A major study of Americans has punched another hole in the official British government medical advice that there's no "safe level" of drinking.
The cohort study of around 100,000 individuals found that infrequent drinkers and teetotallers had an increased risk of mortality.
"Combined risk of cancer or death was lowest in light drinkers consuming less than 1 drink every day, rather than drinkers with higher intakes," researchers found.
The study by Andrew Kunzmann of the Centre for Public Health at Queens University Belfast (et al), The association of lifetime alcohol use with mortality and cancer risk in older adults, casts doubt on the idea that even low alcohol consumption increases cancer risk.
The idea that alcohol should be shunned entirely was promoted by the UK's "Chief Medical Officer" Dame Sally Hawkins in 2016 – but her headline-grabbing statements were criticised by leading statisticians. More than 80 previous studies have found that risk follows a J-Curve, where moderate consumption rewards drinkers with a lower risk than teetotallers or heavy drinkers.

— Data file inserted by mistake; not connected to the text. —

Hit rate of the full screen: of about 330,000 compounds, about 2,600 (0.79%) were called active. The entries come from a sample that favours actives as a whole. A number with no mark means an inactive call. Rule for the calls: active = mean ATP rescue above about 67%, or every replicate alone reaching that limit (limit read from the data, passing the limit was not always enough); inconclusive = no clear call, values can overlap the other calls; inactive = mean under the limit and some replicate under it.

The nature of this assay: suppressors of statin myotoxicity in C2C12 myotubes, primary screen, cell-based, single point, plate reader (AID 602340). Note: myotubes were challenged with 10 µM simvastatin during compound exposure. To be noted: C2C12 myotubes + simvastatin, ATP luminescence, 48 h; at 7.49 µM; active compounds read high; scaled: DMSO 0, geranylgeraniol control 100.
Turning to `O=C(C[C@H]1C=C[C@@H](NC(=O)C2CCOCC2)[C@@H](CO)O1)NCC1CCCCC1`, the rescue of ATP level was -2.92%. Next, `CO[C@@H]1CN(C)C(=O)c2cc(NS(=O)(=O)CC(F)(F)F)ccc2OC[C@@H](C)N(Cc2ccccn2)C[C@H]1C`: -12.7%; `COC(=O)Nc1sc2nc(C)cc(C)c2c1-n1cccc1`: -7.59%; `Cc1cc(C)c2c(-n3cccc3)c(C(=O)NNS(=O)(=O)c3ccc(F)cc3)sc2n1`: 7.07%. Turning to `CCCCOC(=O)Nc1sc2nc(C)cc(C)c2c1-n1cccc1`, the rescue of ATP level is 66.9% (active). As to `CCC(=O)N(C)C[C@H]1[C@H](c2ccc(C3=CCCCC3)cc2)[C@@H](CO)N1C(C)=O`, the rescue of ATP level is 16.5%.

The Kunzmann study confirms this. The work advances previous knowledge by addressing the criticism that earlier studies only took a snapshot, and separated healthy and unhealthy drinkers. This work assesses risk over an individual's lifetime.
Source: The association of lifetime alcohol use with mortality and cancer risk in older adults: A cohort study Andrew T Kunzmann, Helen G Coleman, Wen-Yi Huang, Sonja I Berndt
Optimistically, they recommend official public health guidelines to make use of the evidence.
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"These results could help inform future US guidelines, which currently recommend less than 2 drinks per day for men and less than 1 drink per day for women," they note.
But will our nation's youth pay heed? The Office of National Statistics reported last month that alcohol consumption is declining in the UK, and fastest among Millennials. ®